Safe Sexting: Some Tips for Doing It Right

by Julieanne Smolinski

In light of recent events, here are some ways to ensure your sexy photographs can’t be traced back to you:

– Use the “sepia” setting on your digital camera. If someone leaks the photos, you can say, “What? Don’t be crazy. These photos were clearly taken in the past.”

– Find a good foundation. It’s a great way to cover up any distinguishing genital marks, tattoos, or vitiligo — and searching for the proper shade will give you a great excuse to take off your underwear in Sephora.

– Don’t think of covering your face as a subterfuge! Think of it as an opportunity to show off your personality with an African mask, a backwards Davy Crockett hat, or the album cover of Bob Dylan Live 1966. (You know, so it looks like Bob’s head is atop your naked body.)

– Try adding a misleading watermark, like “X17” or “” If someone leaks the photos, you can say, “That’s not me, that’s clearly Wynonna Judd.”

– Sexy pictures don’t have to be so literal! Why not send an erotic representation of your nudity, like two pepperonis or a particularly vaginal flower?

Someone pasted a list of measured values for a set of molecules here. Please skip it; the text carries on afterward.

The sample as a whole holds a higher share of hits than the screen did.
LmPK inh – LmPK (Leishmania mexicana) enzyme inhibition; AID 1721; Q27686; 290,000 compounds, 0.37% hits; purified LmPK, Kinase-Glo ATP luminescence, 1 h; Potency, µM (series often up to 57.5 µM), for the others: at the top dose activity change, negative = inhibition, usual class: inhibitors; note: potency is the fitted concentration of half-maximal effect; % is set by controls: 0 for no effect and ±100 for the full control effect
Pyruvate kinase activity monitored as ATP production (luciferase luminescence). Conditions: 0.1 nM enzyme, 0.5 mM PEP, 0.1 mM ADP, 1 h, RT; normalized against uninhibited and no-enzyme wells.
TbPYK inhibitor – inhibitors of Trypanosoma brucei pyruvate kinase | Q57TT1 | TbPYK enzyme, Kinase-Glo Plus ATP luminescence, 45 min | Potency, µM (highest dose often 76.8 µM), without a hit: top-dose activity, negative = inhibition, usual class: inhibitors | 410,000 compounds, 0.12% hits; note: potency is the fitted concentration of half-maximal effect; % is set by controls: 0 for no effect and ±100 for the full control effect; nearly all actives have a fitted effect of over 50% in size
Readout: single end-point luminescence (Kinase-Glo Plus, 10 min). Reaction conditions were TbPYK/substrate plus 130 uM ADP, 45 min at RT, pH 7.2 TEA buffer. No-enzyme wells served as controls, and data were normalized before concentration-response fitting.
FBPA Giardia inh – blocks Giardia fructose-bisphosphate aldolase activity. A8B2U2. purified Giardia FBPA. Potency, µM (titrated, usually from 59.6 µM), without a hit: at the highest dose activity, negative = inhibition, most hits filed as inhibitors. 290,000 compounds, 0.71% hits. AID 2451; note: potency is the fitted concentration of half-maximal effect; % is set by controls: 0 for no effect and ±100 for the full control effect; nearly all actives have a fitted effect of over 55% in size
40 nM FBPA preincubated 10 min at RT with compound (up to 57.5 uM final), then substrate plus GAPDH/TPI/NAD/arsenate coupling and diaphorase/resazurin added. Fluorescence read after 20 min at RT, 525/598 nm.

– In 18th-century Japan, odoriko, or “Geisha,” culture fetishized the subtle sliver of female arm flesh visible at the end of the furi, or kimono sleeve. Try taking a couple deliciously lascivious shots of the inside of your wrist for your partner. If someone leaks the photos, you can reply indigantly, “For crying out loud, it’s a wrist. You think a wrist is sexy? What are we, in 18th-century Japan?”

– Instead of a photo, send a scanned PDF of an erotic drawing of yourself. It’s OK if you’re not a great artist! Try tracing paper or reminding yourself that sexting is not about being Margaret Bourke-White! It’s about doing something erotic for your partner. As an added security precaution, don’t be famous, work for the government, be an ordained religious leader, or ask a Kinko’s employee to scan the your drawing.

Julieanne Smolinski is a frequent Internet contributor who loves logging online to use Twitter, Facebook, or get directions to exciting new restaurants.

Image via Flickr